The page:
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I'm working on an exercise in linear algebra and I'm stumped by part of it. Say I have a line in 3 dimensions that can be represented as $\operatorname{Span}\lbrace[1,-2,-2]\rbrace$. The book says this line can also be represented as the solution set of a pair of homogeneous equations. I'm assuming this would be the intersection of two planes.

The book gives the two equations as $\lbrace [x,y,z] \in \mathbb{R}^3 : [4,-1,1] \cdot [x,y,z] = 0, [0,1,1] \cdot [x,y,z]=0\rbrace$

I found the first plane on my own. I picked $[1,1,1]$ as an arbitrary point and then calculated the vector normal to both $[1,1,1]$ and $[1,-2,-2]$. That vector is $[0,1,1]$. But I couldn't figure out how to find the plane represented by $[4,-1,1]$. It seems to me that infinite planes could intersect along $[1,-2,-2]$, so what is special about $[4,-1,1]$ and how can I find it?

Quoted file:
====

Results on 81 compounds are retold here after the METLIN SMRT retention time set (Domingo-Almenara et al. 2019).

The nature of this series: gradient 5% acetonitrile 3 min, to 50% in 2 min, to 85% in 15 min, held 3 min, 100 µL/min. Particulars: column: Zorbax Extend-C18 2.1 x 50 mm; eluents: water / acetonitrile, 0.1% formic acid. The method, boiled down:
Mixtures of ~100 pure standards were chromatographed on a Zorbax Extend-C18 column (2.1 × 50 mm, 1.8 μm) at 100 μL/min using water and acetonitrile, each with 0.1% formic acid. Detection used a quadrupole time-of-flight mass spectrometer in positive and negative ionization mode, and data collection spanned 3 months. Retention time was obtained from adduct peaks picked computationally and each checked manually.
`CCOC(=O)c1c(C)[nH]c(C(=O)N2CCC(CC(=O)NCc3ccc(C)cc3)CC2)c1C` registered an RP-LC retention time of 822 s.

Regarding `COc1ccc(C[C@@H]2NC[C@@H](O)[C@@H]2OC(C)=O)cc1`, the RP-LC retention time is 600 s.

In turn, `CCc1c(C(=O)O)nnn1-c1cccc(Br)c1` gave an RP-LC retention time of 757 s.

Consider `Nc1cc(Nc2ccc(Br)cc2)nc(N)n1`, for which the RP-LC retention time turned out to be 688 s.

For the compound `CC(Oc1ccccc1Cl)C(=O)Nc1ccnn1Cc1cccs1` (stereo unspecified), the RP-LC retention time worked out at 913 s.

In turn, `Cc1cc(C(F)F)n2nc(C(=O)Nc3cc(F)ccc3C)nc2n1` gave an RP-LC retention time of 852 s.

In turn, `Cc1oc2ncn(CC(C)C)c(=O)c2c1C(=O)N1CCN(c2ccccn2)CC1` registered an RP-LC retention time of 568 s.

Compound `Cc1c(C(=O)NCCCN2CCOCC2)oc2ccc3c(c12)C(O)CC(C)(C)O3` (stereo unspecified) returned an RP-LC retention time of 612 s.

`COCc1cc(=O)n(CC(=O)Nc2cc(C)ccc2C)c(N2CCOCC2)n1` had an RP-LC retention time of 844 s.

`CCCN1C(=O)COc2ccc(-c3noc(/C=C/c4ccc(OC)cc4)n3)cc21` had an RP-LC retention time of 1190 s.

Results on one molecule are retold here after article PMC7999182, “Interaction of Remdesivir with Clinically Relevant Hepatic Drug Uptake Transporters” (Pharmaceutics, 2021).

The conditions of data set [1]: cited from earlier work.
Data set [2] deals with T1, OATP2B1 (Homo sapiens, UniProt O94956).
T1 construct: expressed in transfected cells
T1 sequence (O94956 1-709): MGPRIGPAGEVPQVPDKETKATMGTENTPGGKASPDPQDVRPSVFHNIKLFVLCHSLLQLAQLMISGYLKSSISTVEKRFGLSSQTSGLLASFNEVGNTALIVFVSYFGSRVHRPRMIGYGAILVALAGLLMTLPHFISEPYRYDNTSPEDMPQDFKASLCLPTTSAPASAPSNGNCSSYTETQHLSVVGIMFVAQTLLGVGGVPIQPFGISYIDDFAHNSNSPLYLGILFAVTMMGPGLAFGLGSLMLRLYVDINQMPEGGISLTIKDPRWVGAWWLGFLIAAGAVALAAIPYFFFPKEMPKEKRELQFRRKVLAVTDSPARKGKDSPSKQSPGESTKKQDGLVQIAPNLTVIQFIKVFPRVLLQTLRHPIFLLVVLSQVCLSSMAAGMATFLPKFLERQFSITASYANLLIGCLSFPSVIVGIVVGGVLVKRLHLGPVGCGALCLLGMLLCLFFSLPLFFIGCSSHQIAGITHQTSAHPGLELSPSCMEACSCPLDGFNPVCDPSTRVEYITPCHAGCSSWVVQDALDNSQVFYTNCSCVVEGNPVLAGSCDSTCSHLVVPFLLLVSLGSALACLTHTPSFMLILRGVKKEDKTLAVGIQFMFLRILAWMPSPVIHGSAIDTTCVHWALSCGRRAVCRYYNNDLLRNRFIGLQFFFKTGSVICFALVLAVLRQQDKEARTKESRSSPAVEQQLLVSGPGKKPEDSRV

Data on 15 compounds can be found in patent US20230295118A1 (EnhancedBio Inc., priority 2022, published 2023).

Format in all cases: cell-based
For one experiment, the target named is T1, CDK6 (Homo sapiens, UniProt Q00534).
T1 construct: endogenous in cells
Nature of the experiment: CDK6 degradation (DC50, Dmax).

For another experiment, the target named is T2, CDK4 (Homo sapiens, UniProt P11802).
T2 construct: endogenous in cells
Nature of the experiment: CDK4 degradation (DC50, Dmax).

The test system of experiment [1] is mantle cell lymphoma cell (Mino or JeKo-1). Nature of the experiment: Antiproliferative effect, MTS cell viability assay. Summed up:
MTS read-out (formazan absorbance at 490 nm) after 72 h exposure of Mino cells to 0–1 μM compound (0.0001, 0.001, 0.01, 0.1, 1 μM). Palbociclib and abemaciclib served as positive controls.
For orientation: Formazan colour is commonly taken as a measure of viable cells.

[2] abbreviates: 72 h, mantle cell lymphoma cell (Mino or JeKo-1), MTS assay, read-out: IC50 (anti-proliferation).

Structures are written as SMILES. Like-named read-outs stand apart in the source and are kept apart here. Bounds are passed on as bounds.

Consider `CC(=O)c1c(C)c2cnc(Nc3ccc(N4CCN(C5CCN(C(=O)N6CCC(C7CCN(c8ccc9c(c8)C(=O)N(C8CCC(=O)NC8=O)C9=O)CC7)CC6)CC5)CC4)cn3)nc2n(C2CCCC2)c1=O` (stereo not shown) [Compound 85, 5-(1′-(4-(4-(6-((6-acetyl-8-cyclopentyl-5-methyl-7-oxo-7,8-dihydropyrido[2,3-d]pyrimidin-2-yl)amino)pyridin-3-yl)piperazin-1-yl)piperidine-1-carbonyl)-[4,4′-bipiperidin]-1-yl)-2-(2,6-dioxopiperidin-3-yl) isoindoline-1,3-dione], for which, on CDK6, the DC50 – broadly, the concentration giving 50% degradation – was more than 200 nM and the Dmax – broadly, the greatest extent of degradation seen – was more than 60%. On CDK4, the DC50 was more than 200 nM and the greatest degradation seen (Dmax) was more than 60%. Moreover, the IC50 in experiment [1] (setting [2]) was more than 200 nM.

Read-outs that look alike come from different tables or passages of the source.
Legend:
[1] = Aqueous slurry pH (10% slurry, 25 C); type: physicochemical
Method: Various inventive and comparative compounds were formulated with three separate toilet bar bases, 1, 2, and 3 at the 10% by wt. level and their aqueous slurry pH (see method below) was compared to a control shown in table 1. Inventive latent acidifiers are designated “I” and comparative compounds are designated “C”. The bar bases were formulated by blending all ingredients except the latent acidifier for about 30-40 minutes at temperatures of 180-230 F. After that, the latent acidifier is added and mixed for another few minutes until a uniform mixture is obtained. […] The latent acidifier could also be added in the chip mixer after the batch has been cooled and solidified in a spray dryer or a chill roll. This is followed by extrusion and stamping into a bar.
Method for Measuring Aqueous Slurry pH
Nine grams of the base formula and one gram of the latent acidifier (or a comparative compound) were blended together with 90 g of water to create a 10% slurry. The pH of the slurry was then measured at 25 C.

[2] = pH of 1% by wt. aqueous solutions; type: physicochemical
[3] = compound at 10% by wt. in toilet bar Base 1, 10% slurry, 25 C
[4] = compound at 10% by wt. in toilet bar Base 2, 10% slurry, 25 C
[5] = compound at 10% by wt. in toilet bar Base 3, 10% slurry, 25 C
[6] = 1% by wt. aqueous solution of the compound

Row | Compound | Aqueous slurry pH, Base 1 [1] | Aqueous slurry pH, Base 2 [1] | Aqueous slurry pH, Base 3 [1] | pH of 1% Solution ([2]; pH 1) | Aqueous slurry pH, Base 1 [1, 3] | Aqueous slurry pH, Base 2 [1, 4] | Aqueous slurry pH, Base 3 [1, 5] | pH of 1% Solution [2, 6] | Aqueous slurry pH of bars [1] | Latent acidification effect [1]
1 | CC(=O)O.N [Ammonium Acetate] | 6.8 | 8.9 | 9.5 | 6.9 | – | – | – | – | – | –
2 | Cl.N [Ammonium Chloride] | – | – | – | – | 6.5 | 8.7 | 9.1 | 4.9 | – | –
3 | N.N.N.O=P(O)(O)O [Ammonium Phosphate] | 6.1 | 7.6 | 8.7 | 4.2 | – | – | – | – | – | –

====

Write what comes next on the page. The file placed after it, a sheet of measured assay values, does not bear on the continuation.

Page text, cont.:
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There's infinitely many planes as you say, although the ones you find happen to be incorrect because $[0,1,1]\cdot[1,-2,-2] = -4\not = 0$ (just go through the calculations again, you should spot it). There's nothing special about $[4,-1,1]$, the two normal vectors of the planes you're looking for can be any $u,v\in\mathbb R^3$ such that $\mathrm {rank}(u,v,[1,-2,-2]) = 3$, which is equivalent to $\det(u,v,[1,-2,-2])\not= 0$. Maybe there's an extra condition you're missing which could limit the possibilities?

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